Artist Dalton Javier Avalos Ramirez created a piñata of Donald Trump for fellow Mexicans to take their frustrations out on.
Mr “Piñateria” Ramirez told The Independent that he created Mr Trump’s paper-mâché and cardboard look-a-like in one day and was inspired by his controversial presidential campaign announcement speech.
“They’re bringing drugs, they’re bringing crime,” Mr Trump said in at Trump Tower in New York City. “They’re rapists and some, I assume, are good people, but I speak to border guards and they’re telling us what we’re getting.”
The craftsman, from Reynosa in Mexico’s Tamaulipas state, said that the piñatas provide an outlet for Mexicans to vent their frustrations at Mr Trump’s controversial portrayal of Mexicans.
“It was a way of expressing disagreement of what he said about us Mexicans,” the artist said. “Donald Trump should not promote racism against Mexicans or Latinos in America.”
Morwell-based artist Pezaloom lives with early-onset Parkinson’s disease and his latest artistic venture dopa-kinesia explores the breakdown in control that his body is experiencing.
Since being diagnosed with the disease much of his work in performance art has focused on the exploration of the physical and mental conditions of his illness, and the state of decay in the connection between his mind and body.
For this exhibit, Pezaloom has immersed his entire body in 160 kilograms of petroleum jelly to represent the debilitating heaviness, restriction, and slowness of the movement he experiences. The resulting self-portraits are powerful declarations that represent the artist’s immobility.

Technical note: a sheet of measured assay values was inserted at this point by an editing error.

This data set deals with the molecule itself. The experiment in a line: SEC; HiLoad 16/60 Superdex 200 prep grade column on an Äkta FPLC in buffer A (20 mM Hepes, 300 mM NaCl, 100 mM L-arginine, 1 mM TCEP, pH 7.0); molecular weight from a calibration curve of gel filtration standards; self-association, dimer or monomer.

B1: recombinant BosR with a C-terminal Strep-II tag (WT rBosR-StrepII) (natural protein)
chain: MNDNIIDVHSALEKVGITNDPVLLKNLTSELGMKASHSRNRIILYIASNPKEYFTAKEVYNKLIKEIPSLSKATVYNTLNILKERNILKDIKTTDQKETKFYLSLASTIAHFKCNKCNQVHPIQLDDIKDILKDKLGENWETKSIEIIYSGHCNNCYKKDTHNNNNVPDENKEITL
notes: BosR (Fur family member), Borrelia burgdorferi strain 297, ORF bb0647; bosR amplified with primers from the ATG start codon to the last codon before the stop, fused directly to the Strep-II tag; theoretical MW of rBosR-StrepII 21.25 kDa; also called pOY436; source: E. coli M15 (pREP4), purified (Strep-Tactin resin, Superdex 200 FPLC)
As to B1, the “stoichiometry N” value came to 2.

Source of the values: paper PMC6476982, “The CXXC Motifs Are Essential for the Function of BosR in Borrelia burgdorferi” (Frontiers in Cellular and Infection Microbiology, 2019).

Dopa-kinesia challenges the idea of the body in art and destabilises the myths and misconceptions surrounding the disease.
Venue: No Vacancy Gallery
Location: The Atrium at Federation Square, Melbourne
Australian independent artists want George Brandis to reverse his decision of removing $100m+ arts funding so that the fair and equal distribution of arts money is available to the public sector. A parody site has been erected on FB with a stream of humorous portraits of George.
The FB – About page sums it up…Australia’s Arts minister, George Brandis, seized $100m+ independent arts funding to play with himself. So here we are. Contact us: ArtOfBrandis@gmail.com
UK artist Mat Collishaw teams with fellow Londoner Sebastian Burdon (who handled the 3D modeling and animation) to create a mesmerizing and impossibly detailed 3D-printed zoetrope composed of over 350 character figures plus props and environmental elements.
Based on Peter Paul Rubens’ early 17th century painting “Massacre of the innocent,” the project took six months to complete.